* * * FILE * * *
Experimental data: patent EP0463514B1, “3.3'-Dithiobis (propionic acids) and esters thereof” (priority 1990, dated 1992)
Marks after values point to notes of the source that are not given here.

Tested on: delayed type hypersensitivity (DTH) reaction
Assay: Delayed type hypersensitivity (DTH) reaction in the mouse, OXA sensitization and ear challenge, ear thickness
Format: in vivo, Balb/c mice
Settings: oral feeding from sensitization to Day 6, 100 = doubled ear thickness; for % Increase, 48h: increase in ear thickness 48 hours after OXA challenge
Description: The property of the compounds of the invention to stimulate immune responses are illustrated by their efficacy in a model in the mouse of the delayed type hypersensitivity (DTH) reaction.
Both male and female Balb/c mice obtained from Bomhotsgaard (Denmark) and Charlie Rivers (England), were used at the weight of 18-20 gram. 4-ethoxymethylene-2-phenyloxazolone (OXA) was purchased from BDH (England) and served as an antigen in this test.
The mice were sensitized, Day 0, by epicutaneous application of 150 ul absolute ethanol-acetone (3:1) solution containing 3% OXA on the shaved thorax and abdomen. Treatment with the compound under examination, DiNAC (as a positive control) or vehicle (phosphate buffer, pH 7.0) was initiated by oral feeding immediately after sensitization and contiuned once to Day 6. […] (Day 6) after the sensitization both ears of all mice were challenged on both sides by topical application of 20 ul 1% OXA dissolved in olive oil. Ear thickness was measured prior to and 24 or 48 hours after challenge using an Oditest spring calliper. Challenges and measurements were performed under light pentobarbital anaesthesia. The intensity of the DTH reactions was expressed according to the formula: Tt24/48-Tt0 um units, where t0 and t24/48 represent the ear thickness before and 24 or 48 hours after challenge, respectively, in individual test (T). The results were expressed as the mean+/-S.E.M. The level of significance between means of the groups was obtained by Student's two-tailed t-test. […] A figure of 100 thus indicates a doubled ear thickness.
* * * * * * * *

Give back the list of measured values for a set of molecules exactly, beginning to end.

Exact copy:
Experimental data: patent EP0463514B1, “3.3'-Dithiobis (propionic acids) and esters thereof” (priority 1990, dated 1992)
Marks after values point to notes of the source that are not given here.

Tested on: delayed type hypersensitivity (DTH) reaction
Assay: Delayed type hypersensitivity (DTH) reaction in the mouse, OXA sensitization and ear challenge, ear thickness
Format: in vivo, Balb/c mice
Settings: oral feeding from sensitization to Day 6, 100 = doubled ear thickness; for % Increase, 48h: increase in ear thickness 48 hours after OXA challenge
Description: The property of the compounds of the invention to stimulate immune responses are illustrated by their efficacy in a model in the mouse of the delayed type hypersensitivity (DTH) reaction.
Both male and female Balb/c mice obtained from Bomhotsgaard (Denmark) and Charlie Rivers (England), were used at the weight of 18-20 gram. 4-ethoxymethylene-2-phenyloxazolone (OXA) was purchased from BDH (England) and served as an antigen in this test.
The mice were sensitized, Day 0, by epicutaneous application of 150 ul absolute ethanol-acetone (3:1) solution containing 3% OXA on the shaved thorax and abdomen. Treatment with the compound under examination, DiNAC (as a positive control) or vehicle (phosphate buffer, pH 7.0) was initiated by oral feeding immediately after sensitization and contiuned once to Day 6. […] (Day 6) after the sensitization both ears of all mice were challenged on both sides by topical application of 20 ul 1% OXA dissolved in olive oil. Ear thickness was measured prior to and 24 or 48 hours after challenge using an Oditest spring calliper. Challenges and measurements were performed under light pentobarbital anaesthesia. The intensity of the DTH reactions was expressed according to the formula: Tt24/48-Tt0 um units, where t0 and t24/48 represent the ear thickness before and 24 or 48 hours after challenge, respectively, in individual test (T). The results were expressed as the mean+/-S.E.M. The level of significance between means of the groups was obtained by Student's two-tailed t-test. […] A figure of 100 thus indicates a doubled ear thickness.